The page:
Sadiq Jaffer's blog

Posted Fri 25 December 2020

Teaching Bloom Filters new tricks

I've had a few interesting conversations around text indexing recently with friends and something that's fallen out is that there are some really cool data structures you build that are extensions of Bloom filters. The techniques for constructing them don't seem to be that widely known so this blog post intends to remedy that.

We will start by examining a variant of the traditional Bloom filter and then we'll look at ways we can generalise the model to produce new types of probabilistic data structures and understand what properties they might have.

Bloom Filters

To begin with, let's take a look at what a Bloom filter is and how it works so we're all on the same page.

Loosely a Bloom filter is a data structure into which you can add a set of elements. Later you can query it with any of those elements and it will return true. Crucially it might also return true for elements that weren't in the set with some (tunable) probability. The benefit you get from this trade-off is that Bloom filters can be very compact.


How big this benefit is depends on two things. First, how high a probability of an incorrect answer (a false positive) your application can tolerate and second, how large the items are in the set you want to track.

For the first case, let's look at a simple example. Imagine if you were a social network and you want to maintain a cache of your most active ten million users. Each user has is identified by a 32-bit integer. If we naively stored the identifiers of our most active million users we're need 320 million bits or 40 megabytes. On the other hand, if we're willing to accept a 1% false positive rate then a Bloom filter needs just over 11 megabytes. A decent win.

The benefits become much greater as soon as you have large keys. As we'll see in a minute this is because Bloom filters use hashing to avoid storing the keys themselves. If instead of 32-bit user identifiers we are storing urls which could be 320 bits upwards then the win becomes significantly greater. Storing ten million is suddenly >400 megabytes but a bloom filter still clocks in at 11 megabytes for a 1% false positive rate or 17 megabytes for a 0.1% false positive rate.

False positives

Bloom filters are suited to situations where they can filter out the need to do some work and where a false positive just means some wasted work. A good example would be a local Bloom filter sitting in front of a remote key-value cache. The filter can contain the set of keys the remote cache holds the values for and can filter out needless network requests for keys that aren't present. A false positive in this case means we end up doing a request to the remote cache when not necessary.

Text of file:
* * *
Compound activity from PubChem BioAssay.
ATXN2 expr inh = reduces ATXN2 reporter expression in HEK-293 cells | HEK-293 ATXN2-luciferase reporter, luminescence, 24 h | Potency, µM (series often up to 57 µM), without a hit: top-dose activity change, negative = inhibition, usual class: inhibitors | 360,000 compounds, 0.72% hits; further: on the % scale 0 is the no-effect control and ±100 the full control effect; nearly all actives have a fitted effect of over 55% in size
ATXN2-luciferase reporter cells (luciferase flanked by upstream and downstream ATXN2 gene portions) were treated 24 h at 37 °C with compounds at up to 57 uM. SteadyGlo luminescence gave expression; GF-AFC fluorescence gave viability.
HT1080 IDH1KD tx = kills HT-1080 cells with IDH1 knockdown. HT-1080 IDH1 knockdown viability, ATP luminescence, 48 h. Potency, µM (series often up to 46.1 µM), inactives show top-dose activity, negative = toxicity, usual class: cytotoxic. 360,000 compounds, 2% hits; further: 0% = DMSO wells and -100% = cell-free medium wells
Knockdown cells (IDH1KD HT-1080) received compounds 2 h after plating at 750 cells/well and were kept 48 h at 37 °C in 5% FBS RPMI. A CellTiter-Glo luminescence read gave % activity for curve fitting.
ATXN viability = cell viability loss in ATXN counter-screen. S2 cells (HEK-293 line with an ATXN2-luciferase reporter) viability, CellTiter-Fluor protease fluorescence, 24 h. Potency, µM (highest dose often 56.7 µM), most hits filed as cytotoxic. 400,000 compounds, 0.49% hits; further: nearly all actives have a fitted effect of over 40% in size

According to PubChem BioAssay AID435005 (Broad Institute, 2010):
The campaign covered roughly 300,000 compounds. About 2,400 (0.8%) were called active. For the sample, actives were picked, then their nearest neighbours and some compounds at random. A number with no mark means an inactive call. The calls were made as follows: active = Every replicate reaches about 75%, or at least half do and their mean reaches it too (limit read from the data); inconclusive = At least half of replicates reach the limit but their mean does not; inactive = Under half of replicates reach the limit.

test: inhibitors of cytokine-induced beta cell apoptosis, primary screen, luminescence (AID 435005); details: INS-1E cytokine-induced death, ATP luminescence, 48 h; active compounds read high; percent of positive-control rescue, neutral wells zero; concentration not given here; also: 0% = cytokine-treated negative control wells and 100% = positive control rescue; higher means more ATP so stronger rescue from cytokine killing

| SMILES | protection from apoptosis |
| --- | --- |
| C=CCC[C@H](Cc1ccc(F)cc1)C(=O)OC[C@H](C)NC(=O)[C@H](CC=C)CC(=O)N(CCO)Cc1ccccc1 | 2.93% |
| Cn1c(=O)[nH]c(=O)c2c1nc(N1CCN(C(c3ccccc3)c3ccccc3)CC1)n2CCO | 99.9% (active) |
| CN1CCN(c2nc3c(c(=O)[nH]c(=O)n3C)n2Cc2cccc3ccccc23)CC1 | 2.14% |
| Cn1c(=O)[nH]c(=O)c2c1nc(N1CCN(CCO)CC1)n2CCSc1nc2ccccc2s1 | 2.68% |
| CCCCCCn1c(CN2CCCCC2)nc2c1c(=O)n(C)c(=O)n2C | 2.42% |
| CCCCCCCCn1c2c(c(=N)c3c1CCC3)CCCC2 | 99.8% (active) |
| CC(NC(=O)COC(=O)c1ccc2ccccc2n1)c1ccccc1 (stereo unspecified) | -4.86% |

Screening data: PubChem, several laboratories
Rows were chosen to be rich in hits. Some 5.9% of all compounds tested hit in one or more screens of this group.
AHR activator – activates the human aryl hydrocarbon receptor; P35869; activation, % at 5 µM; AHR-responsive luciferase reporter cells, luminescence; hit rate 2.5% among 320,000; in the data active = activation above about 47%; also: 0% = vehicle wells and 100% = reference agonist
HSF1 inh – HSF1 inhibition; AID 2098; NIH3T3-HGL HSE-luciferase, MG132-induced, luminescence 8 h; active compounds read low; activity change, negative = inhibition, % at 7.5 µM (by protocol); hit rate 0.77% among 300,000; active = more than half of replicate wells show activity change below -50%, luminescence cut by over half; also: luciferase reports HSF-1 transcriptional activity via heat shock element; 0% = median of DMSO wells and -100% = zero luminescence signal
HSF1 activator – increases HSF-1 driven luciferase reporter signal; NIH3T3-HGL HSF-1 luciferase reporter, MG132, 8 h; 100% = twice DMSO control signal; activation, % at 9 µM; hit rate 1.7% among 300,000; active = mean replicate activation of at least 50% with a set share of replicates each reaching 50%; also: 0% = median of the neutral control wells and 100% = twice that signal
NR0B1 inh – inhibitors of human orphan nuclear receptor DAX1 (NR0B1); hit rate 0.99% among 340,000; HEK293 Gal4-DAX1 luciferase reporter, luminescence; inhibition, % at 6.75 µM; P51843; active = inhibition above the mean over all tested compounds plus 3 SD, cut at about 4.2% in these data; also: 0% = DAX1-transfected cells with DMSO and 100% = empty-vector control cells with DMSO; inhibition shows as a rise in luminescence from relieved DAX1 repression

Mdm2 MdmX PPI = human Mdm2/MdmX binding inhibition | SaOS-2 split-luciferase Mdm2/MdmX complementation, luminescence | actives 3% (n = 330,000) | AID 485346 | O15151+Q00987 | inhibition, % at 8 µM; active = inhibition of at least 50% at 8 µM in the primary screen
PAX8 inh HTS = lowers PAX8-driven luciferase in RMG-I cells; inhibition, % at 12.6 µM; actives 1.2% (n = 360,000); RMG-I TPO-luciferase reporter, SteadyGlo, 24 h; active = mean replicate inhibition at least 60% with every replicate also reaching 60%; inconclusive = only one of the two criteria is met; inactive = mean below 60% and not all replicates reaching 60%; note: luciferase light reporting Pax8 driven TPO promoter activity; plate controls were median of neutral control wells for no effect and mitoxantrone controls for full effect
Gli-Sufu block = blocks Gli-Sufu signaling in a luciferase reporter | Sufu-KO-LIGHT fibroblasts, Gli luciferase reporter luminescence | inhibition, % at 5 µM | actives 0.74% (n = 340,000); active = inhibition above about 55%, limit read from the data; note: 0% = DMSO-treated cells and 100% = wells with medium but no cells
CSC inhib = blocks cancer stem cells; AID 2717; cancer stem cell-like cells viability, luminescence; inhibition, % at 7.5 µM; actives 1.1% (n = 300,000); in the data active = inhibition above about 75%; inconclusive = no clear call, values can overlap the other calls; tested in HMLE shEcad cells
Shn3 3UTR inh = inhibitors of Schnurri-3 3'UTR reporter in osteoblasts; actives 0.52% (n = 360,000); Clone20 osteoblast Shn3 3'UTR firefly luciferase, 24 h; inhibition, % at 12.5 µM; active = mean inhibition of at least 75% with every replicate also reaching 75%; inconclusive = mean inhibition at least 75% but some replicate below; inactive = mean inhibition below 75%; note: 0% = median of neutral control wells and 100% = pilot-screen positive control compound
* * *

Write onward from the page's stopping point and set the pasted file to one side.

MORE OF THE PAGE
How they work

Let's look at how a Bloom filter actually works. For those already familiar with Bloom filters, for presentation purposes we're only going to discuss Partitioned Bloom filters as this makes the mathematics simpler and exact.

A Bloom filter consists of an array of \(m\) bits \(B\) and \(k\) hash functions \(h_0..h_{k-1}\). The hash functions take a key \(x\) and map it to a location in \(B\). The hash functions are assumed to be independent of each other. That is if we hash some value "foo" with \(h_0\) then the result should give us no information about the result from hashing with \(h_1\).

Adding to a filter

To add to the Bloom filter we hash the key with the hash functions and use their results to set bits in the array \(B\). More specifically:

for i = 0 to k-1
    j = h[i](x)
    B[i*k+j] = true

Each hash function indexes into a subrange of size \(\frac{m}{k}\) i.e if there are 4 hash functions and array \(B\) is 256 bits then the first hash function picks a position in 0 to 63, the second hash function 64 to 127 and so on. These are later referred to as a hash function's partition.

Querying a filter

To check a Bloom filter for an element we again use the hash functions to hash the key (resulting in the same positions we would have had if we had added the element) and check the array positions they generate in \(B\). Again, some some pseudo code:

p = true /* whether the element is present or not */
for i = 0 to k-1
    j = h[i](x)
    p = p & B[i*k+j]
return p

Why they work

Let's reason out how this works. If we have the element "foo" and add it to a Bloom filter, it will result in a number (\(k\)) of positions in the array \(B\) being set to true. If we then test that same Bloom filter with "foo" we check those same positions and if they are all true then we probably added "foo" at some point in the past to the filter. There can never be a false negative, if we added "foo" those bits must have been set.

There can however be false positives, we may have added some other keys which just so happened to generate positions that covered all the ones that "foo" would hash to. This is the source of false positives in Bloom filters. We can actually calculate the probability that this will occur.

False positive probability for k=1

To simplify let us have a Bloom filter with a single hash function (so \(k=1\)) and with array \(B\) of size \(m\) bits.

A single element is added with the routine we specified above. What is the probability that a bit in \(B\) is set? Since \(h_{0}\) can pick any position1 then the probability that a bit is set is \(\frac{1}{m}\).